The Washington Post ran a story that should (but won’t) finally make government spying a household issue. Under the name PRISM, the NSA has had a direct line into the servers of leading internet companies – Google, Facebook, Skype, and others.
For years, they have been able to tap into virtually all the information that these companies have collected about people, using cross-connections and logins to track people across the entire internet. The Post is somewhat unclear on whether the actual content is being collected, or metadata – for example, an email’s timestamp and destination is metadata, whereas the actual subject line and text are the content itself.
This is not only unconstitutional, but very obviously and blatantly unconstitutional. The Fourth Amendment to the US Constitution reads in full as such:
The right of the people to be secure in their persons, houses, papers, and effects, against unreasonable searches and seizures, shall not be violated, and no Warrants shall issue, but upon probable cause, supported by Oath or affirmation, and particularly describing the place to be searched, and the persons or things to be seized.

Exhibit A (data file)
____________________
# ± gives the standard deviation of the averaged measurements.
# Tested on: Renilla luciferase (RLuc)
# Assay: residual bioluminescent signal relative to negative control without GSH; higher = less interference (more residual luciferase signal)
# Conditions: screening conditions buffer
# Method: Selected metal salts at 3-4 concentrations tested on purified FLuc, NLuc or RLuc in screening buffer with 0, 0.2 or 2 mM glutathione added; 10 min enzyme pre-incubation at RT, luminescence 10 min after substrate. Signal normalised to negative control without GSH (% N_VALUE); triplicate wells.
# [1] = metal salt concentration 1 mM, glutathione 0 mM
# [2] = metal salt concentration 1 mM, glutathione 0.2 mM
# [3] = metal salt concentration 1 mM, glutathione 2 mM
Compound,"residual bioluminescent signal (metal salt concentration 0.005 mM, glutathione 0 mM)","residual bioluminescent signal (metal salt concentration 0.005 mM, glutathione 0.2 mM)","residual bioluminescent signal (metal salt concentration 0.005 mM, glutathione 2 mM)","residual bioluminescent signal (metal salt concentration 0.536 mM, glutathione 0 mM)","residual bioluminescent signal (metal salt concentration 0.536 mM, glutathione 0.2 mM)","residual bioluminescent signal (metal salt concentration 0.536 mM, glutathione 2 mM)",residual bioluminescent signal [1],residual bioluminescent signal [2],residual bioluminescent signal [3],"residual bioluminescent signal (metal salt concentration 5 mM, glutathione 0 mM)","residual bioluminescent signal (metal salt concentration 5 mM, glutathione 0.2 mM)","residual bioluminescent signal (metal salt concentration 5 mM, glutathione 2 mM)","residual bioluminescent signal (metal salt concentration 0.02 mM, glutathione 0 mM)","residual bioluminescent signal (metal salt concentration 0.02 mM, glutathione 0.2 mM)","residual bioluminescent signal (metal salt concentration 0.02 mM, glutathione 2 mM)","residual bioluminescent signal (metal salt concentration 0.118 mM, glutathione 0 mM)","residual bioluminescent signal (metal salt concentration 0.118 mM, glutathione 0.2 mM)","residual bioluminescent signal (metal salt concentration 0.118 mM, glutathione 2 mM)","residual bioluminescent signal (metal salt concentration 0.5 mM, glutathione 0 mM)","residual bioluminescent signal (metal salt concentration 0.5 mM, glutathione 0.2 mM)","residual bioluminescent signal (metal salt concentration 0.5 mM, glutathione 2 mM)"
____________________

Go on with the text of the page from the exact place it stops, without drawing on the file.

Emails and Facebook data very clearly count as “papers and effects”, reading their data without their consent is obviously a “search”, and pulling indiscriminately from all web traffic is an extremely unreasonable search.
To state the obvious: this is illegal behavior from the NSA and horrifyingly shameful behavior from Silicon Valley.
On the bright side, it’s kind of funny that it turns out all the conspiracy theories about the NSA have turned out to be correct. 
Obama backs massive NSA spying amid privacy angst
Meet the Whistleblower Responsible for the Massive NSA Leak
NSA whistleblower Edward Snowden: “I don’t want to live in a society that does these sort of things!”